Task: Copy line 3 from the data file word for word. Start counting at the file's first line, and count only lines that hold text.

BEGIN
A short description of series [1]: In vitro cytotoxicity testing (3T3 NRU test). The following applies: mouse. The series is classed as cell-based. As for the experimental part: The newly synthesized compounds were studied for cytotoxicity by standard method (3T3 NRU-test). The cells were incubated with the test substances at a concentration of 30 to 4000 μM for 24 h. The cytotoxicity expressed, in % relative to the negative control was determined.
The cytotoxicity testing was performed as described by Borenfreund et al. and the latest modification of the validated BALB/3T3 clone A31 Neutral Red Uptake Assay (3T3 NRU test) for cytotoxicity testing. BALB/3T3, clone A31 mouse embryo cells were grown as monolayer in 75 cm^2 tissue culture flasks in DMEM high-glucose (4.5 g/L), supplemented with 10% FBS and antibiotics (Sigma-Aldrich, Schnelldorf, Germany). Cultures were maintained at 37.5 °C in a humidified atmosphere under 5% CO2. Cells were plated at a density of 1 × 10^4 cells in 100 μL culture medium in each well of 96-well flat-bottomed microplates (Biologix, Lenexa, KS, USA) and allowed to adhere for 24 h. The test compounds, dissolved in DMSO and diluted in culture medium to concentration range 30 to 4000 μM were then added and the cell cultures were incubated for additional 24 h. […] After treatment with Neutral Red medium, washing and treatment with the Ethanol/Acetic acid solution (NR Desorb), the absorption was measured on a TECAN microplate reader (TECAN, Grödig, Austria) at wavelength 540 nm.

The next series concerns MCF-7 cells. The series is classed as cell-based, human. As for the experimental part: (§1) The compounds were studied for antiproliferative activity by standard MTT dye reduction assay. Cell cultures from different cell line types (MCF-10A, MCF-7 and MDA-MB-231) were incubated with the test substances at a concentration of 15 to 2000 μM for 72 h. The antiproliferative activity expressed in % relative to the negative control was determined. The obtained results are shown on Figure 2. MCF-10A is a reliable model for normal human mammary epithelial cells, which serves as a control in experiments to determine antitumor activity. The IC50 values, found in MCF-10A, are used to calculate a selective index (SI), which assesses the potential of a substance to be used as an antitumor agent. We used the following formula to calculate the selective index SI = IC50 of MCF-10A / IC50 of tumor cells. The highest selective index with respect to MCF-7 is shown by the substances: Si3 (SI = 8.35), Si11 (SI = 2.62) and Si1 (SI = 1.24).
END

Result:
The next series concerns MCF-7 cells. The series is classed as cell-based, human. As for the experimental part: (§1) The compounds were studied for antiproliferative activity by standard MTT dye reduction assay. Cell cultures from different cell line types (MCF-10A, MCF-7 and MDA-MB-231) were incubated with the test substances at a concentration of 15 to 2000 μM for 72 h. The antiproliferative activity expressed in % relative to the negative control was determined. The obtained results are shown on Figure 2. MCF-10A is a reliable model for normal human mammary epithelial cells, which serves as a control in experiments to determine antitumor activity. The IC50 values, found in MCF-10A, are used to calculate a selective index (SI), which assesses the potential of a substance to be used as an antitumor agent. We used the following formula to calculate the selective index SI = IC50 of MCF-10A / IC50 of tumor cells. The highest selective index with respect to MCF-7 is shown by the substances: Si3 (SI = 8.35), Si11 (SI = 2.62) and Si1 (SI = 1.24).